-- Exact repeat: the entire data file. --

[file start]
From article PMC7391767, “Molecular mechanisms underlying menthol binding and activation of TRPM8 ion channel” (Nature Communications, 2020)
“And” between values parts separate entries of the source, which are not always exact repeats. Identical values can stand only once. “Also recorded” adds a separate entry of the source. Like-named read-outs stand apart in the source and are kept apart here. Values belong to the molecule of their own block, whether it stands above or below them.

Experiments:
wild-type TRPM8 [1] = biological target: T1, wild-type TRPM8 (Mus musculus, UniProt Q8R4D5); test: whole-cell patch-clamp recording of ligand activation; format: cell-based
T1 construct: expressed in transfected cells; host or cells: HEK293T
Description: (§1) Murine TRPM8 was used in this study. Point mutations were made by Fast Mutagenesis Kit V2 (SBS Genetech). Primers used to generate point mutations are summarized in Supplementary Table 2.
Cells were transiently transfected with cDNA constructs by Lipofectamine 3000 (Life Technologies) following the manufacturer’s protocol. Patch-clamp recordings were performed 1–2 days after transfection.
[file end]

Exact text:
From article PMC7391767, “Molecular mechanisms underlying menthol binding and activation of TRPM8 ion channel” (Nature Communications, 2020)
“And” between values parts separate entries of the source, which are not always exact repeats. Identical values can stand only once. “Also recorded” adds a separate entry of the source. Like-named read-outs stand apart in the source and are kept apart here. Values belong to the molecule of their own block, whether it stands above or below them.

Experiments:
wild-type TRPM8 [1] = biological target: T1, wild-type TRPM8 (Mus musculus, UniProt Q8R4D5); test: whole-cell patch-clamp recording of ligand activation; format: cell-based
T1 construct: expressed in transfected cells; host or cells: HEK293T
Description: (§1) Murine TRPM8 was used in this study. Point mutations were made by Fast Mutagenesis Kit V2 (SBS Genetech). Primers used to generate point mutations are summarized in Supplementary Table 2.
Cells were transiently transfected with cDNA constructs by Lipofectamine 3000 (Life Technologies) following the manufacturer’s protocol. Patch-clamp recordings were performed 1–2 days after transfection.